4. Hi Kitty – This is fascinating. I downloaded my data and sorted to see the pile ups. These segments in my DNA are different than yours, but are in clusters where many of the testers declared Ashkenazi.

    Chr 1, 201 to 209.9. 39 people
    Chr 18, 60.9 to 66.1 24 people

    Also interesting is that none of the 39 on Chr1 are the same as the 24 on Chr18. All unique matches in these separate pileups.

    Thank you for sharing this intriguing info.


  5. Becka –
    Yes I am overdue to write a post about pile ups. I corrected my use of the word hot spots above since now there is a term for this: pile ups.

    There is a good section at the ISOGG wiki about pile ups:

    and there is this blog post… Chromosome pile ups in genetic genealogy: examples from 23andMe and FTDNA. Genealogy and Genomics blog, 31 January 2015 at

    a fascinating subject

  6. “I googled around and did not find anywhere that listed known ashkenazi genetic segments. Would love to hear if anyone knows more about this.”

    Has anyone heard of any such lists since this post in 2015?

    Dnapainter includes some pile-up zones in their map but these are not specifically ashkenzi as far as I know.

  7. Interesting I’ve found this blog interesting I’ve a distant Ashkenazi as well as Sephardic ancestry and I’ve one segment with over 50 Ashkenazi all match me and each other. Endogamy makes sense.

    • Like Phillipe, I have the same ancestry, despite being predominantly German. A lot of matches are on a segment of Chromosome 13 for me. Often these matches are in France or the Netherlands or their ancestors made it to the USA or UK. They often have Middle Eastern ancestry too. I have a few connected to Spain, directly or indirectly (Cuba, Mexico, etc.).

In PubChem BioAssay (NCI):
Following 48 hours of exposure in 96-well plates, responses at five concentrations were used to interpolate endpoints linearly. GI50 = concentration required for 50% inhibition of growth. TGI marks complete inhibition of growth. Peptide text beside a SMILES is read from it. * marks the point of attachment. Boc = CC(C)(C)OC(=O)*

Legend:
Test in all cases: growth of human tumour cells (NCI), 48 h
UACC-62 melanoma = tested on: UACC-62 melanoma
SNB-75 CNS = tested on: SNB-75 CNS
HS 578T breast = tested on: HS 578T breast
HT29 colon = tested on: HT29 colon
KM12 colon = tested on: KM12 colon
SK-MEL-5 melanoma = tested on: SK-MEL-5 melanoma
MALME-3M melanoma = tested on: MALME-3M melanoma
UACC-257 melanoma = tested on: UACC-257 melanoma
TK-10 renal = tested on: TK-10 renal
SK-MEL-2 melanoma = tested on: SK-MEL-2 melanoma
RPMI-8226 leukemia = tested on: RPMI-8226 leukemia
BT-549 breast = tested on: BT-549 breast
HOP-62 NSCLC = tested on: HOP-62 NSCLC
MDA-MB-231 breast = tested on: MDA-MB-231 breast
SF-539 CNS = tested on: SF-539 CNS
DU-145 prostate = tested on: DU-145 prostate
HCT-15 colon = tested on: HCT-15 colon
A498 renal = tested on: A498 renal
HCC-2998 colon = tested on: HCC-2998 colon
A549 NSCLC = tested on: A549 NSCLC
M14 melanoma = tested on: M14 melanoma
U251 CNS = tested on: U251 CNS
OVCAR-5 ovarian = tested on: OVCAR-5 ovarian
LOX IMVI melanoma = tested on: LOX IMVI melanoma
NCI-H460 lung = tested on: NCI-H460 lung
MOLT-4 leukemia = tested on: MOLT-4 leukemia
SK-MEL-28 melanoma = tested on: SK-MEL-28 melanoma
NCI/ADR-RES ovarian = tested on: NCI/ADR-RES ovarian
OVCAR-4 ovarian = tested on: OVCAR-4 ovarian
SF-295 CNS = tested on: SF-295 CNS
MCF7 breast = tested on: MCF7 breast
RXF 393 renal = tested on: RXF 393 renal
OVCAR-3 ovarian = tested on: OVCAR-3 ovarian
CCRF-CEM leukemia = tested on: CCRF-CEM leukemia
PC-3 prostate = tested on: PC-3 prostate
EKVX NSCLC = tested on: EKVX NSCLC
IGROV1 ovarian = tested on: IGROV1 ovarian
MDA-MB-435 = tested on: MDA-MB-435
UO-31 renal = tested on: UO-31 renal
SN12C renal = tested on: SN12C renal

Meanwhile on Chromosome 9, a segment to the right… most of my matches there are exclusively Ashkenazi, with or without other unrelated ancestries.

      And then I have other stray “Jewish” matches, with other chromosomes involved… so not a “pile up”.

      I’d love to know my ancestor’s identity… who somehow mixed their DNA with a German or Frisian person, probably in the late 1700’s. However, my more realistic goal is just to identify the ONE branch on my tree. My parents are dead and no one else will test and share! I found this post today through a Google search. I’ll look to more recent information about pile ups.

      I’d also like to know who the heck was Swedish, among my ancestors. I have Swedes who are apparently my 3rd to 5th cousin matching me at a couple of sites, with nary a German (Pomeranian or otherwise) on their sometimes very extensive family trees.

      • Your Swedish ancestry may well be from the 30 years war when Swedish soldiers overran much of Germany:
        As to your occasional jewish match, they may have a non jewish ancestor or you may have a jewish ancestor way back.
        Try and convince some 2nd cousins to test, they are very useful for figuring out which line has given you which DNA. While many German Americans have tested, almost no Germans in Germany have done DNA testing. A few at family tree DNA and MyHeritage…
        Also you might try using automated clustering to see patterns in your matches and associate them with specific lines.
        I have lots of posts on this blog that can help. I presume you have uploaded to GEDmatch? Try the Eurogens admix calculator called Jtest to see if you have any traces of jewish and also use K12 and K13 but in general, ethnicity from DNA is not very reliable yet.

    • I have remote Jewish ancestry and by using Gedmatch I found some pile-up regions of about 9-10 cM containing almost exclusively Ashkenazi matches. On Chr 22, 1, 2, 19… It can happen in endogamous populations, I believe.